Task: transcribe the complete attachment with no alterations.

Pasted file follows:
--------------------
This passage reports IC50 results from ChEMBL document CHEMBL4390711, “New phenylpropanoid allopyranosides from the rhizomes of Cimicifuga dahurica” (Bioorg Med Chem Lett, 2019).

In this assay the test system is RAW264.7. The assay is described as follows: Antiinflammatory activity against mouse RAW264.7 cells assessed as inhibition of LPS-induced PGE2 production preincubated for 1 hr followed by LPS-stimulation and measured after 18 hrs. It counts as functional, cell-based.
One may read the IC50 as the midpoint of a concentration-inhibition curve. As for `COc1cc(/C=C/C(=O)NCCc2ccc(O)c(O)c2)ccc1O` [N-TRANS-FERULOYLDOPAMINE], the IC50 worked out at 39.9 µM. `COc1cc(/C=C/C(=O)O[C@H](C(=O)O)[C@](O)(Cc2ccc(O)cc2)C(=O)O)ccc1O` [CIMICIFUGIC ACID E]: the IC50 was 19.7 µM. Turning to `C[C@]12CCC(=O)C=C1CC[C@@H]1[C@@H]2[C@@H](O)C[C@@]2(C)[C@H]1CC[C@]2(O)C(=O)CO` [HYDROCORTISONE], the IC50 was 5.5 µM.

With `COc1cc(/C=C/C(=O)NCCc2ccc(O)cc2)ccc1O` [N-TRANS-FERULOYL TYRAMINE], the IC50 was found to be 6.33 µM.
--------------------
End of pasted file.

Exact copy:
This passage reports IC50 results from ChEMBL document CHEMBL4390711, “New phenylpropanoid allopyranosides from the rhizomes of Cimicifuga dahurica” (Bioorg Med Chem Lett, 2019).

In this assay the test system is RAW264.7. The assay is described as follows: Antiinflammatory activity against mouse RAW264.7 cells assessed as inhibition of LPS-induced PGE2 production preincubated for 1 hr followed by LPS-stimulation and measured after 18 hrs. It counts as functional, cell-based.
One may read the IC50 as the midpoint of a concentration-inhibition curve. As for `COc1cc(/C=C/C(=O)NCCc2ccc(O)c(O)c2)ccc1O` [N-TRANS-FERULOYLDOPAMINE], the IC50 worked out at 39.9 µM. `COc1cc(/C=C/C(=O)O[C@H](C(=O)O)[C@](O)(Cc2ccc(O)cc2)C(=O)O)ccc1O` [CIMICIFUGIC ACID E]: the IC50 was 19.7 µM. Turning to `C[C@]12CCC(=O)C=C1CC[C@@H]1[C@@H]2[C@@H](O)C[C@@]2(C)[C@H]1CC[C@]2(O)C(=O)CO` [HYDROCORTISONE], the IC50 was 5.5 µM.

With `COc1cc(/C=C/C(=O)NCCc2ccc(O)cc2)ccc1O` [N-TRANS-FERULOYL TYRAMINE], the IC50 was found to be 6.33 µM.